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PIN-diode driver provides fast edges, bipolar swing

PIN (P-type, Intrinsic, N-type) diodes are used extensively as switches, attenuators, and phase shifters in RF and microwave applications. (If you are not familiar with PIN diodes and their applications, click here and here for more information.) They provide low series loss and low distortion, and can handle high amounts of RF power with relatively low control voltages. Their drivers typically need the following properties: TTL, CMOS, or other logic interface; bipolar output swing (±3V, for this design); the ability to sink and source 10 mA to 25 mA of steady state current; provide spiking current with fast rising and falling edges; and have minimal propagation delay.

The circuit shown in Figure 1 satisfies all of these requirements.



(Click to enlarge image)
Figure 1: This circuit meets the multiple requirements for driving PIN diodes.


The heart of the circuit is a pair of AD8037 clamp amplifiers (U2 and U3 ), which are set to a noninverting gain of +4. The AD8037's unique input clamp feature allows extremely clean and accurate clamping. They linearly amplify the input signal, up to the point where the gain times the clamp voltages (Vch and Vcl ) is exceeded. With a gain of 4, and clamp voltages of ±0.75 V, the maximum output voltage will be ±3 V.

In this case, the output voltage will be four times the input voltage for inputs less than ±0.75 V, but will be clamped to ±3 V when the input signal is greater than ±0.75 V. This clamping feature allows for very fast recovery (typically less than 2 ns) in over-driven conditions. The clamp voltages (Vch and Vcl ) are derived by voltage dividers R2 , R3 , R7 and R8 .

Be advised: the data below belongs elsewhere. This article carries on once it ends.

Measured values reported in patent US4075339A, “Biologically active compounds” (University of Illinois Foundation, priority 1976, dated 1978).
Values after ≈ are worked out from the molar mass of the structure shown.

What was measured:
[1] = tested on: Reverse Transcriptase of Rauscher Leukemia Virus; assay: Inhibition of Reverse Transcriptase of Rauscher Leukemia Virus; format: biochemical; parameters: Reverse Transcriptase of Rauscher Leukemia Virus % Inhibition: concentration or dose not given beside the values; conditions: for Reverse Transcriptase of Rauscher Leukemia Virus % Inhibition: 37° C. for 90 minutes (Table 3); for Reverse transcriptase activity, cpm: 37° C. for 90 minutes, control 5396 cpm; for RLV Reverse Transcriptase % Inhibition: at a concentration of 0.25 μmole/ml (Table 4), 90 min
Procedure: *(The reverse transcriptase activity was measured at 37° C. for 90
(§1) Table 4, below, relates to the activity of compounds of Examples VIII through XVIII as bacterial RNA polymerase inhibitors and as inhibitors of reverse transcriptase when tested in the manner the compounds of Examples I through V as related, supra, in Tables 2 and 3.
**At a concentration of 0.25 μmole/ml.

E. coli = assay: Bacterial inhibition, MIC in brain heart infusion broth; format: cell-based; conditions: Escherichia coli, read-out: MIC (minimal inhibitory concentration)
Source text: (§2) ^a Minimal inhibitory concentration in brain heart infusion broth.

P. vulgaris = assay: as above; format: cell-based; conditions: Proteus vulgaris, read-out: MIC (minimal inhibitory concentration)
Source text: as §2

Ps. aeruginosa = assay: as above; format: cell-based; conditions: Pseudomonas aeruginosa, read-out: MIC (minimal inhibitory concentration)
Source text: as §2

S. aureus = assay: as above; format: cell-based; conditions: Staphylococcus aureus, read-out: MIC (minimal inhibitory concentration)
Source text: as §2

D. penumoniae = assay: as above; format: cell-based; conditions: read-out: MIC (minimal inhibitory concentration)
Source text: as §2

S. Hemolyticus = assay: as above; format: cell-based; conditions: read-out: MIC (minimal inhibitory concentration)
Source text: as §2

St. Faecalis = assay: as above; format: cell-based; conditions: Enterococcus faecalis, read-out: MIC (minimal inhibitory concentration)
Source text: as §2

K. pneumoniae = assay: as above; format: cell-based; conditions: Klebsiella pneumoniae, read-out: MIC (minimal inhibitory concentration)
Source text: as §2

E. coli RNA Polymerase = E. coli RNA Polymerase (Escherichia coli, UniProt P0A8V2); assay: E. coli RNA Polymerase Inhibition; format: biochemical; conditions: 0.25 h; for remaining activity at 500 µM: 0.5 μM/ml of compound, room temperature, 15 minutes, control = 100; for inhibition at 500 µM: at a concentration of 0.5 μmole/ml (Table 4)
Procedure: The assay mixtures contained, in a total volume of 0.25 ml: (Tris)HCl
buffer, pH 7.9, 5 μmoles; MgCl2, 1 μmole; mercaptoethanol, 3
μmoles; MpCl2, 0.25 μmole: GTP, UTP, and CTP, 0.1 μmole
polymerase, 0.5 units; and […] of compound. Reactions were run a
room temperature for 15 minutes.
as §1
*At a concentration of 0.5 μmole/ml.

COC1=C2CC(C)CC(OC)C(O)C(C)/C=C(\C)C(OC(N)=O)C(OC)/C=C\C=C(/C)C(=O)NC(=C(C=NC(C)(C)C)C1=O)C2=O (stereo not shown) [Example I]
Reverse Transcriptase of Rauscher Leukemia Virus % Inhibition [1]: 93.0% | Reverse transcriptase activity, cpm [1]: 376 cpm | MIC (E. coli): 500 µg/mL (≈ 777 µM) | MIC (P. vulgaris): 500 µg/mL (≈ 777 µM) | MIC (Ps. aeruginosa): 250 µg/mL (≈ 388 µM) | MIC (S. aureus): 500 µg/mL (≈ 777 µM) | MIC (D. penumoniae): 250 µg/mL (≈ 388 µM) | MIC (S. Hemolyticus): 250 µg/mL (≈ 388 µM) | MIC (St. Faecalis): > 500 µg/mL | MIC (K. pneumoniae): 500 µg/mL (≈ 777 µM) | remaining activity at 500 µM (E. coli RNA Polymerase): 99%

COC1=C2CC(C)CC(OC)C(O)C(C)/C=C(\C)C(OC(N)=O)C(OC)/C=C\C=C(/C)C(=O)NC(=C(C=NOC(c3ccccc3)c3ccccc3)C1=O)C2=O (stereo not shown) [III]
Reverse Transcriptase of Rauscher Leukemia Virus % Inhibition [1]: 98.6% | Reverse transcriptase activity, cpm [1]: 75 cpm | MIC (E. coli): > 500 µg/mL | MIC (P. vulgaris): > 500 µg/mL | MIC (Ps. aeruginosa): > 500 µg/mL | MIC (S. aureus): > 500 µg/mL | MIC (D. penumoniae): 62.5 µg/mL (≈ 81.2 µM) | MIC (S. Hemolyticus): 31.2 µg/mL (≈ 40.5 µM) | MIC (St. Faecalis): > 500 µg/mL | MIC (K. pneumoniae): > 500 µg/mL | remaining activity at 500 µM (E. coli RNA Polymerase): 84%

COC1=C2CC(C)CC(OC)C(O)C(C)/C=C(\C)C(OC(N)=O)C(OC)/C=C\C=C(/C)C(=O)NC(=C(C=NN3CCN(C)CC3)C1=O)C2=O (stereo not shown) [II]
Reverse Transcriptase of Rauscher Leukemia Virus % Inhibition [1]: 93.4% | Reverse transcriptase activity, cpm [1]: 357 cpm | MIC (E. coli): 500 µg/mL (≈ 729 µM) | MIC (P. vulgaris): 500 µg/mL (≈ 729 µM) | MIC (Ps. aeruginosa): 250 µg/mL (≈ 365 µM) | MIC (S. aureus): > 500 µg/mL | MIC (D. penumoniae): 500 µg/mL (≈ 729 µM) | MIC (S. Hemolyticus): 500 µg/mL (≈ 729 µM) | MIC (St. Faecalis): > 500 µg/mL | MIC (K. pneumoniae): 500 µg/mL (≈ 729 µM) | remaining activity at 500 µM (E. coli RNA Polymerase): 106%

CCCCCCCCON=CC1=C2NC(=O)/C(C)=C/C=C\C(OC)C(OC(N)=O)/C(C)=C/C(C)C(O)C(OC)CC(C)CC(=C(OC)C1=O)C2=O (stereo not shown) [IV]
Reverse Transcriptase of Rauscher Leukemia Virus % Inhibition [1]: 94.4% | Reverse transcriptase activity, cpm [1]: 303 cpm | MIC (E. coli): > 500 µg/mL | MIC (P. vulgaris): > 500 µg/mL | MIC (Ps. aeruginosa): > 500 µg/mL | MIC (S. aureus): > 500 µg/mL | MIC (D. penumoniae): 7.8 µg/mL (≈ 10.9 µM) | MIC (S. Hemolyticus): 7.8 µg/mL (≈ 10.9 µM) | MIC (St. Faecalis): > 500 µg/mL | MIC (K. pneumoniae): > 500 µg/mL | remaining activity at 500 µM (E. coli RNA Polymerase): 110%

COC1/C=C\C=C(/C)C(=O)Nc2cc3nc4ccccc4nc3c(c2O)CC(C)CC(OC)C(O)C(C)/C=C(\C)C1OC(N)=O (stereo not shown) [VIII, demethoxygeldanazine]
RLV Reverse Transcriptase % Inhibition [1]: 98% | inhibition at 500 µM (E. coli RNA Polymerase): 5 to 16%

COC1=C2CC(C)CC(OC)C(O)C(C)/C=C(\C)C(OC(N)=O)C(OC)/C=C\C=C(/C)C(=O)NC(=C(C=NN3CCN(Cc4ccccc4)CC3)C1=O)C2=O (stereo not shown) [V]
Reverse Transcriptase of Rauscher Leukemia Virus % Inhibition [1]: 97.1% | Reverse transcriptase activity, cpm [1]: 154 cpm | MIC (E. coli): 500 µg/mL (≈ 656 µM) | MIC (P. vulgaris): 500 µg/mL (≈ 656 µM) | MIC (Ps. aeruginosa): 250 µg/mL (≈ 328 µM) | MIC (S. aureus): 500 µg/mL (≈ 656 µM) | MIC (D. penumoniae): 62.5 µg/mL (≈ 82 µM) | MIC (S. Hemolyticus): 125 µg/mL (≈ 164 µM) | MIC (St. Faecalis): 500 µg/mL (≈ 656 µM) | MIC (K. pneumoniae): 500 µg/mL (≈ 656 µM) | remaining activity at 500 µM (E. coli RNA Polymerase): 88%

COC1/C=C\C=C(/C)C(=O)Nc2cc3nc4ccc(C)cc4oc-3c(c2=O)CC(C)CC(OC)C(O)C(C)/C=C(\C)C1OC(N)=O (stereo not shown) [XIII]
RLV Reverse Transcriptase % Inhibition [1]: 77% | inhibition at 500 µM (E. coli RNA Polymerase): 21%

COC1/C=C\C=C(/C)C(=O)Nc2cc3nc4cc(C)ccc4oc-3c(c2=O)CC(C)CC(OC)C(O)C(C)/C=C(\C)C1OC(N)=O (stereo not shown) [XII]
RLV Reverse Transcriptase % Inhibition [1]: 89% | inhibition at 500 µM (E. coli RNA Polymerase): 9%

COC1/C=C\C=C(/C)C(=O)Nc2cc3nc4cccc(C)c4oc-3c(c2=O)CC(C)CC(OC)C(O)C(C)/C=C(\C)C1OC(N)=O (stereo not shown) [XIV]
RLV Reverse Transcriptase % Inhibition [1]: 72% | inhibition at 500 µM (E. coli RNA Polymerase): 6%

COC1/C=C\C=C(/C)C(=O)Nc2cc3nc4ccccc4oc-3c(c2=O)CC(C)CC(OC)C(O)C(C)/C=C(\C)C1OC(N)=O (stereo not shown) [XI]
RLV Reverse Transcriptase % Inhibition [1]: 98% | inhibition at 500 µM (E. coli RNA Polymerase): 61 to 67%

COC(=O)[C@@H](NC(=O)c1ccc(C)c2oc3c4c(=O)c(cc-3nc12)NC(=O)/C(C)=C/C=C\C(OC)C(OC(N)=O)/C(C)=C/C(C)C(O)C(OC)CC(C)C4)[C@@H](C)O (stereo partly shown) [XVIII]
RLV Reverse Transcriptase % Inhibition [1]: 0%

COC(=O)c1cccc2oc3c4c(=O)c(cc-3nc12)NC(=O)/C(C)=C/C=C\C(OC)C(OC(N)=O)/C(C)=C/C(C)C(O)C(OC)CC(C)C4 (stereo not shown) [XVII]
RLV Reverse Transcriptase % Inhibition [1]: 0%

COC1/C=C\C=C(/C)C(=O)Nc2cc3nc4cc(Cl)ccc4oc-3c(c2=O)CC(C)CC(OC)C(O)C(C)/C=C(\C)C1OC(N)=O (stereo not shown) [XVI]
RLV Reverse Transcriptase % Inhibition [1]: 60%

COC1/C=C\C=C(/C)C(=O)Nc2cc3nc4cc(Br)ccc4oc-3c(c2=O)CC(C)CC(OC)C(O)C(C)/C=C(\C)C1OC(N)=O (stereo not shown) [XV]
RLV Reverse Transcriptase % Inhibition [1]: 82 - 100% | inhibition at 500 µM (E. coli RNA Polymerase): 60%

The 74F36 XOR logic gate (U1 ) provides a complementary drive signal for the AD8037s (U2 and U3 ) with minimal propagation-delay skew between the two complementary outputs. Resistors R4 , R5 , R9 , and R10 provide level shifting of the TTL output to approximately ±1.2 V. This voltage is then fed to U2 and U3 via R10 and R12 .

By design, the inputs to U2 and U3 are intentionally overdriven, ensuring that the outputs will go into the clamped state. Thus, the output levels for the PIN diode driver are set to ±3 V. Resistors R16 and R17 limit the steady state current. Capacitors C12 and C13 set the spiking current for the PIN diodes.

This circuit can be operated up to 10 MHz, with excellent switching performance and a total propagation delay of 15 ns. The output voltage and current can be “tweaked” to fit different applications, by varying either the gain or the clamp voltages.

About the author
John Ardizzoni is an applications engineer for high-speed amplifiers at Analog Devices, Inc. (Wilmington, MA). He can be reached at .

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